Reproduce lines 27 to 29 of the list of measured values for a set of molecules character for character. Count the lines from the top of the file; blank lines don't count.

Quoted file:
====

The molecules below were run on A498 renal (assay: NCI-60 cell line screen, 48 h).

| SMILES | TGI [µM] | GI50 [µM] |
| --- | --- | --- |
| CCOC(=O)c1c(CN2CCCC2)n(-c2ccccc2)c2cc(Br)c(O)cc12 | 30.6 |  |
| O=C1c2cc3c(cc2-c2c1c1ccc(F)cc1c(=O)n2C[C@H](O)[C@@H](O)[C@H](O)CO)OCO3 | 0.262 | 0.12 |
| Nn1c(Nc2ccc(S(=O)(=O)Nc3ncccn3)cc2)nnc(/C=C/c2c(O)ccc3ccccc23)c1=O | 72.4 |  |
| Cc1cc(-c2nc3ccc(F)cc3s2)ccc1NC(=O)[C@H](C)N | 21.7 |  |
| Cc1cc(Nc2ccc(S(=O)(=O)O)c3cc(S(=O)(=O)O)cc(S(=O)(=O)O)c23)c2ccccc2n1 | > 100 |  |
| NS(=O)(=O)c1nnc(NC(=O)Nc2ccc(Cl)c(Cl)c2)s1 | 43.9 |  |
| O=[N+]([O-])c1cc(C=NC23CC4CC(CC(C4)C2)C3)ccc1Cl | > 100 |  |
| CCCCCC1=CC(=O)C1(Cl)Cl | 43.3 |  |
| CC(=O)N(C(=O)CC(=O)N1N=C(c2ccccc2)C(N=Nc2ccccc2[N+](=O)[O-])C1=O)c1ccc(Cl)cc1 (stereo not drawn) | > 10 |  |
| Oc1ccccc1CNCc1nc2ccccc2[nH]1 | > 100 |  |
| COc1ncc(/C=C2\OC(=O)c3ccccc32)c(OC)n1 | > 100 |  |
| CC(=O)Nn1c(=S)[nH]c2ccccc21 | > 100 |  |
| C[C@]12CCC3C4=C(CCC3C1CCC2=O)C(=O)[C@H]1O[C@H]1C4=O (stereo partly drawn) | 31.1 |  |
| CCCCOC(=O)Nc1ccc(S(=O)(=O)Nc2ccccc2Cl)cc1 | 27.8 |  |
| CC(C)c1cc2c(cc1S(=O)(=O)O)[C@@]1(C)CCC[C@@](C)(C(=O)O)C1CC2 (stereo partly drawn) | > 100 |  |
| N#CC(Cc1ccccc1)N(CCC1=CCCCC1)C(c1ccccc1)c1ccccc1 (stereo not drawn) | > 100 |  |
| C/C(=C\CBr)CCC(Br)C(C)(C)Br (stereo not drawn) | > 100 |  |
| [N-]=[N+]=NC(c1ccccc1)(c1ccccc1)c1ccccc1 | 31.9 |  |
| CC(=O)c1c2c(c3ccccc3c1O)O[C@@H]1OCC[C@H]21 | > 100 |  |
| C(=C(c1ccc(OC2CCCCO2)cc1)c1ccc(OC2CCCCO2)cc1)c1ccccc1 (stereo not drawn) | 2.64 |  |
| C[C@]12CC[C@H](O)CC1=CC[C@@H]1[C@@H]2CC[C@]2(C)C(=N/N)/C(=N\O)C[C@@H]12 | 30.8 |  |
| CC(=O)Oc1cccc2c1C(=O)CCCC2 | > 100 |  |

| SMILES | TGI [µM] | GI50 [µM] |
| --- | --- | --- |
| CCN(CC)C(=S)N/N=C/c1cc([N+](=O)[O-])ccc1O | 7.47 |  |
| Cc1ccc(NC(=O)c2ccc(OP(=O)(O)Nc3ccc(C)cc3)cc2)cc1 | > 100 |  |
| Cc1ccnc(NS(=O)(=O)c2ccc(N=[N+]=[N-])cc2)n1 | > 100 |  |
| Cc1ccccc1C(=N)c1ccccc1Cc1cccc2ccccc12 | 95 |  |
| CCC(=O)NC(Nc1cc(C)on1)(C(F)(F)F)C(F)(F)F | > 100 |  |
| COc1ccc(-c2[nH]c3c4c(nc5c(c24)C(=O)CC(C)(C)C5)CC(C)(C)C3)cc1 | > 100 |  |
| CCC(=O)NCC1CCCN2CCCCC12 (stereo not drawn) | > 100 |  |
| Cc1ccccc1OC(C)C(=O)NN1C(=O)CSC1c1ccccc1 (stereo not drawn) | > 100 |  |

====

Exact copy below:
| --- | --- | --- |
| CCN(CC)C(=S)N/N=C/c1cc([N+](=O)[O-])ccc1O | 7.47 |  |
| Cc1ccc(NC(=O)c2ccc(OP(=O)(O)Nc3ccc(C)cc3)cc2)cc1 | > 100 |  |